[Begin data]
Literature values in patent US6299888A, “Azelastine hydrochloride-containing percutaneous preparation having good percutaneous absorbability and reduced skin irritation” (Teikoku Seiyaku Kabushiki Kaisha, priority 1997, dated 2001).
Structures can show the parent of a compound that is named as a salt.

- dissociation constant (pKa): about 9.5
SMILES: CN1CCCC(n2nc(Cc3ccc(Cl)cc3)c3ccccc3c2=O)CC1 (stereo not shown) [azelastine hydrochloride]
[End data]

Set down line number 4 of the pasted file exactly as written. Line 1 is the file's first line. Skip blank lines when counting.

SMILES: CN1CCCC(n2nc(Cc3ccc(Cl)cc3)c3ccccc3c2=O)CC1 (stereo not shown) [azelastine hydrochloride]